It's not clear yet at what rate imputed interest should be calculated. One possibility is to link the rate to the Treasury-bill interest rate - or the rate the Internal Revenue Service uses for interest on late tax payments or late refunds.
Moreover, John T. Hayes, a tax partner with Arthur Young & Co. in Chicago, points out that Congress is looking hard at the income-tax write-off aspect of the interest-free loan from the donor's point of view, ''So nobody's getting too excited about these things anymore.''
Mr. Hayes recommends instead the spousal-remainder trust. This has the advantage of greater flexibility than the Clifford trust, and it works like this: The donor puts property in trust to benefit, say, his mother, for whatever length of time is desired; when the trust terminates, the property goes to the donor's spouse. For people who have no qualms about putting property in their spouses' names, this can be a useful technique.
Then there's one standby that is so obvious it may be overlooked, and that is simply giving money to your parents; you and your spouse can each give $10,000 to each of your parents - or to anyone else, for that matter. There is no gift tax for the donor, and the recipient does not have to pay tax on the sum - although interest earned on it is taxable. (Giving money away can also be a good way for an older person to simplify handling of his or her own estate.)
So far we've considered the first category of support we mentioned: supplementing the income of healthy older people. What about meeting the need for long-term health care?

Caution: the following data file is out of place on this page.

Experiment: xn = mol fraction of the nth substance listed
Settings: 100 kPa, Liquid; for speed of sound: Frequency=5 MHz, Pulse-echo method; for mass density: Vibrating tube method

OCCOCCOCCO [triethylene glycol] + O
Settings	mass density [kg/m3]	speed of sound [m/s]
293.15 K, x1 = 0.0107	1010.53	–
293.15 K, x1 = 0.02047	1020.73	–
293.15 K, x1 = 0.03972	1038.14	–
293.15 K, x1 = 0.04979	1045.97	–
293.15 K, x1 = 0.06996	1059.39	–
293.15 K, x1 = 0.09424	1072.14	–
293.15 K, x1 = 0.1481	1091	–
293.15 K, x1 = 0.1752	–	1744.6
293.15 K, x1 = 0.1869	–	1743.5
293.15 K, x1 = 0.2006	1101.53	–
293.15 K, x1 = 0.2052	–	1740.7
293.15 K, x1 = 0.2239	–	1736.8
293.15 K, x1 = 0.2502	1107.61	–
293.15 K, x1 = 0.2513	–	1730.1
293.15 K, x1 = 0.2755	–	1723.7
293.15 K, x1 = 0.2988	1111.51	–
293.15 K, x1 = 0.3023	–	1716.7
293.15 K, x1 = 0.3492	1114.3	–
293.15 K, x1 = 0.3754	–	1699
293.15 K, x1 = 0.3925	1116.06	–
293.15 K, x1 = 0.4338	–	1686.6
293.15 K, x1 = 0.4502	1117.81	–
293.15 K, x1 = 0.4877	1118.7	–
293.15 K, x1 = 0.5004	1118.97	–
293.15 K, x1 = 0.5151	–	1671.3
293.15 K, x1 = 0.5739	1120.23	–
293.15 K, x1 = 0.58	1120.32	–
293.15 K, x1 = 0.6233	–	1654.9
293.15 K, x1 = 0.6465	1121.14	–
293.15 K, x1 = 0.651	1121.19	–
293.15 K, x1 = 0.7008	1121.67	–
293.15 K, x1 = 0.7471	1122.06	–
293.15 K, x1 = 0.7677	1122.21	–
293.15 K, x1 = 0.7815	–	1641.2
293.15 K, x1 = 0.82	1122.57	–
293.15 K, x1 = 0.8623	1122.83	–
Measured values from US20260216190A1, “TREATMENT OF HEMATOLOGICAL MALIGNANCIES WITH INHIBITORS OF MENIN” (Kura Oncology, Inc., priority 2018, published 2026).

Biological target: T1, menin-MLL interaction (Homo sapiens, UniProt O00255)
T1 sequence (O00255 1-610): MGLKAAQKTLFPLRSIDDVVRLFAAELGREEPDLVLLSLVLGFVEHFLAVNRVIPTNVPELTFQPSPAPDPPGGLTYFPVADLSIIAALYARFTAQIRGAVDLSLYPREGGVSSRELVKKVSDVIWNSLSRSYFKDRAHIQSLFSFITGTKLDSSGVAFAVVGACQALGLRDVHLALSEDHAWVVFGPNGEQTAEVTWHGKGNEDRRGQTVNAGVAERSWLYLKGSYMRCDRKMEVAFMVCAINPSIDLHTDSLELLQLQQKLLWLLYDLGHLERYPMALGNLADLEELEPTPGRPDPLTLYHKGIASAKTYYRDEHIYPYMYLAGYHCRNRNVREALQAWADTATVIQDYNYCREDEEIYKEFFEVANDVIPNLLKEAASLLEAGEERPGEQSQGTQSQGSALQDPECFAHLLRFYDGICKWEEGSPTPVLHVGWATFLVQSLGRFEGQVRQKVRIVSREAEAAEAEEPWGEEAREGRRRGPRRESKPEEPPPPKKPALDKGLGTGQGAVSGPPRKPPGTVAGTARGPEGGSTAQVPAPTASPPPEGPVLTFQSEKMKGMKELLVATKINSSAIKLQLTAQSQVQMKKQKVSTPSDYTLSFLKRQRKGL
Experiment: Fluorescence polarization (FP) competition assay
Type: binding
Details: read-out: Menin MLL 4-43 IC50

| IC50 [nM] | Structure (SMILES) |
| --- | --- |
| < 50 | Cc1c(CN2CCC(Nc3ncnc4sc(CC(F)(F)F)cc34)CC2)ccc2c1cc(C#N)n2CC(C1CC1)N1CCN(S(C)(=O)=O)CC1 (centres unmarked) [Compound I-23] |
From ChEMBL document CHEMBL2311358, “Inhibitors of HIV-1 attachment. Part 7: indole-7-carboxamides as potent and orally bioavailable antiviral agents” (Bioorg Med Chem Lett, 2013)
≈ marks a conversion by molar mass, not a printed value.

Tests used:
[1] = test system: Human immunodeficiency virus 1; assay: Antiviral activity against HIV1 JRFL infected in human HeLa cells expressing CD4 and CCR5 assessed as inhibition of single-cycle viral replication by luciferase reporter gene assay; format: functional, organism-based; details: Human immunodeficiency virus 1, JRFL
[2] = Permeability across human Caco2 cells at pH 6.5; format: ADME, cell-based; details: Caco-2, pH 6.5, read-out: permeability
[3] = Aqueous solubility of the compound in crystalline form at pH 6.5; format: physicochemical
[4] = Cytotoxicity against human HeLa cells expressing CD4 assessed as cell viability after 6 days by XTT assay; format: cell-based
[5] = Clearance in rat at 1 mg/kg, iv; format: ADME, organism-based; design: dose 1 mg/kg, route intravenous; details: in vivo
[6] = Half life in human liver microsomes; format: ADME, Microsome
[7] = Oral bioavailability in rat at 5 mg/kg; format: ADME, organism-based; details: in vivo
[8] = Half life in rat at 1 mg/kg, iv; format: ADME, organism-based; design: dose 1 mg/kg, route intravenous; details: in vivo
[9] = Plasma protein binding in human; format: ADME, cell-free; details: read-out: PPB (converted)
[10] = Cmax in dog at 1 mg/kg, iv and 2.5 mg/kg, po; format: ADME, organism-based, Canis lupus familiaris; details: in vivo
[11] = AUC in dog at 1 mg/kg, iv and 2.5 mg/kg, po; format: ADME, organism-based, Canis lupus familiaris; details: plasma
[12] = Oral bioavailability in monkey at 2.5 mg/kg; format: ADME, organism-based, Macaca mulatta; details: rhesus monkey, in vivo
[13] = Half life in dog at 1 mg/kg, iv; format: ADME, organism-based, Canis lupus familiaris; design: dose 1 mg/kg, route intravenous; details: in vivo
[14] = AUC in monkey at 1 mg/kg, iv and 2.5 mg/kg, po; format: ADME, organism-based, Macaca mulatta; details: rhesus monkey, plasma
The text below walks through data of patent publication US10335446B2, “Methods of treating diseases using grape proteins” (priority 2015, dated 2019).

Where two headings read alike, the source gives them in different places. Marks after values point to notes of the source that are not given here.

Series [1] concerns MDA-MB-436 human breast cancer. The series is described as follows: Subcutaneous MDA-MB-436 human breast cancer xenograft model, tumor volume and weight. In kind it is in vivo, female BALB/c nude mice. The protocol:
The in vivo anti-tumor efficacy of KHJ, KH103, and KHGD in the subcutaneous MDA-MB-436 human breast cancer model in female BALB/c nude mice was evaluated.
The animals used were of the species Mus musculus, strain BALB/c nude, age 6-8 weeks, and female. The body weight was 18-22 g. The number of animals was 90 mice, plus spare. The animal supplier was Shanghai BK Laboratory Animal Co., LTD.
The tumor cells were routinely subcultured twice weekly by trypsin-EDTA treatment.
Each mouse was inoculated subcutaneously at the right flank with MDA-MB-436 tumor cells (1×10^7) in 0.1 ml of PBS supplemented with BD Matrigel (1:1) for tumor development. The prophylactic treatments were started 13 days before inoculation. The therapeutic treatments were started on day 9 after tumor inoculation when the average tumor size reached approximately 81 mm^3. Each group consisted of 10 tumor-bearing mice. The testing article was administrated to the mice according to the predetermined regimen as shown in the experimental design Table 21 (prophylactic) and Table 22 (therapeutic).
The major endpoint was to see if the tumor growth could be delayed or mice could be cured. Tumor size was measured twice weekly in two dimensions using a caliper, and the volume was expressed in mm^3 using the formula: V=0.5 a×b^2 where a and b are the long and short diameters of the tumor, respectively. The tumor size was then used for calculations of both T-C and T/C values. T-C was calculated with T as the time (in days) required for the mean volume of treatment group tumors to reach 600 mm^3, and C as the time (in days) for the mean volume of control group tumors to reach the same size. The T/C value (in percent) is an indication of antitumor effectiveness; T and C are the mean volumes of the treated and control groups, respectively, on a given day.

Hans Palmer, a Pomona College economist, differentiates between the problems of an ''acute-illness episode'' (''No picnic, but manageable''), on one hand, and long-term illness, frailty, and general dependency, on the other, which can be financially devastating.
Like Mr. Leinberg, he beats the drum for planning ahead on the matter of caring for one's parents. Insisting that one's parents take proper care of their health is critical. Dr. Palmer urges adult children to ''sit down and talk with their folks as soon as they have established a certain degree of financial independence'' about what kind of provisions to make for long-term care if the parents need it. ''What we're looking for, frankly, is to reduce resource consumption . . . . There is a lot of affection within a family, . . . but the heir also has a legitimate interest in wanting to maximize a bequest. . . . You don't want to be destroying the financial base of the younger generation.''